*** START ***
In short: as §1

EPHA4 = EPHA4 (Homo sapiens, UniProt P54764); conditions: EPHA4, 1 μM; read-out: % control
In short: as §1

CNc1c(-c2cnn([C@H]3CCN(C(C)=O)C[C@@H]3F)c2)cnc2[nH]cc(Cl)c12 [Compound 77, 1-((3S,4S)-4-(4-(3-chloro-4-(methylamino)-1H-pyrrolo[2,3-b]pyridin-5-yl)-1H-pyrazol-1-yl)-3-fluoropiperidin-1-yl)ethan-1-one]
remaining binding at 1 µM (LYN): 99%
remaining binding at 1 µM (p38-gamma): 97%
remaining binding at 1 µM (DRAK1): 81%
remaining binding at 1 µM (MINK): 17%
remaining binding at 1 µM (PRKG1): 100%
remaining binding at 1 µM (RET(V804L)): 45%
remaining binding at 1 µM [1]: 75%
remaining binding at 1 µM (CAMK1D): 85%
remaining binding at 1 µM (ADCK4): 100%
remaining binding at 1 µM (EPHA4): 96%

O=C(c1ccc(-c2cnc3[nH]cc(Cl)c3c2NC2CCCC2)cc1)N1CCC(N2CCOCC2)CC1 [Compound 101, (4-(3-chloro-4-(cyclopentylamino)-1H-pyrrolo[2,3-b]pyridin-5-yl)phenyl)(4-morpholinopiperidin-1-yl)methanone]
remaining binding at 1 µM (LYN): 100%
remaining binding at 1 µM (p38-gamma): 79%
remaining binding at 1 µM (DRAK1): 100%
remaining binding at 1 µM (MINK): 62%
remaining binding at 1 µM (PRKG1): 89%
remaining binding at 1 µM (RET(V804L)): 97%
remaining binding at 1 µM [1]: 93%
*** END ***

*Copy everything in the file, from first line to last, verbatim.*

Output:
In short: as §1

EPHA4 = EPHA4 (Homo sapiens, UniProt P54764); conditions: EPHA4, 1 μM; read-out: % control
In short: as §1

CNc1c(-c2cnn([C@H]3CCN(C(C)=O)C[C@@H]3F)c2)cnc2[nH]cc(Cl)c12 [Compound 77, 1-((3S,4S)-4-(4-(3-chloro-4-(methylamino)-1H-pyrrolo[2,3-b]pyridin-5-yl)-1H-pyrazol-1-yl)-3-fluoropiperidin-1-yl)ethan-1-one]
remaining binding at 1 µM (LYN): 99%
remaining binding at 1 µM (p38-gamma): 97%
remaining binding at 1 µM (DRAK1): 81%
remaining binding at 1 µM (MINK): 17%
remaining binding at 1 µM (PRKG1): 100%
remaining binding at 1 µM (RET(V804L)): 45%
remaining binding at 1 µM [1]: 75%
remaining binding at 1 µM (CAMK1D): 85%
remaining binding at 1 µM (ADCK4): 100%
remaining binding at 1 µM (EPHA4): 96%

O=C(c1ccc(-c2cnc3[nH]cc(Cl)c3c2NC2CCCC2)cc1)N1CCC(N2CCOCC2)CC1 [Compound 101, (4-(3-chloro-4-(cyclopentylamino)-1H-pyrrolo[2,3-b]pyridin-5-yl)phenyl)(4-morpholinopiperidin-1-yl)methanone]
remaining binding at 1 µM (LYN): 100%
remaining binding at 1 µM (p38-gamma): 79%
remaining binding at 1 µM (DRAK1): 100%
remaining binding at 1 µM (MINK): 62%
remaining binding at 1 µM (PRKG1): 89%
remaining binding at 1 µM (RET(V804L)): 97%
remaining binding at 1 µM [1]: 93%